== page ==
The head of the Japan Exchange Group has pledged to continue work on persuading more Japanese companies to comply “genuinely” with the country’s corporate governance code introduced last year.
The code formed part of Prime Minister Shinzo Abe’s reform of the economy and was intended to make Japanese stocks more tradeable. According to the Financial Times, Akira Kiyota, president of the Japan Exchange Group, has admitted that many companies have given the new code only token compliance.
The FT says the statement comes amid growing concern about the lack of foreign investment in Tokyo stocks. Foreign investors have sold a good deal of their holdings in Japanese equities, a move which the FT says may be a bet that Abenomics, the prime minister’s reform agenda, has run its course.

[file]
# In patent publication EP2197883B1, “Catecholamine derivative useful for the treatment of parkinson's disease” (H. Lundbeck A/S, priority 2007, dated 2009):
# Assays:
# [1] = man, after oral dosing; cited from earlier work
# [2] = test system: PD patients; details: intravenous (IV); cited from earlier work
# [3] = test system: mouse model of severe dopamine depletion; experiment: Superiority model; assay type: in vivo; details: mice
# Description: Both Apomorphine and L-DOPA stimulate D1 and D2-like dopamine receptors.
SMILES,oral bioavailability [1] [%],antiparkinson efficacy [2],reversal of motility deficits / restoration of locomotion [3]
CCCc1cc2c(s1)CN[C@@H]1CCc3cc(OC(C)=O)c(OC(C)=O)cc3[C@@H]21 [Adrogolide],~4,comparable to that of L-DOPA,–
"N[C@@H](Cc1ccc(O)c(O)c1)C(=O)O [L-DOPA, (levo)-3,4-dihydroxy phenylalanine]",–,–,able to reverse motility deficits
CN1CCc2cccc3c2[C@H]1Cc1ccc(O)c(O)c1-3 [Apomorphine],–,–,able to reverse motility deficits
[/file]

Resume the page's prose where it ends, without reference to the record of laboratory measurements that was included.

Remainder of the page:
Meanwhile, a report from the Rainforest Action Network says the new governance code has failed to improve the transparency and integration of sustainability issues into Japanese business operations.
Toyo Kawakami of Rainforest Action Network said: “The findings in this report suggest that companies are either systematically misreporting compliance on sustainability issues, or have a fundamental lack of understanding as to the difference between genuine sustainability reporting and superficial Corporate Social Responsibility (CSR) statements.”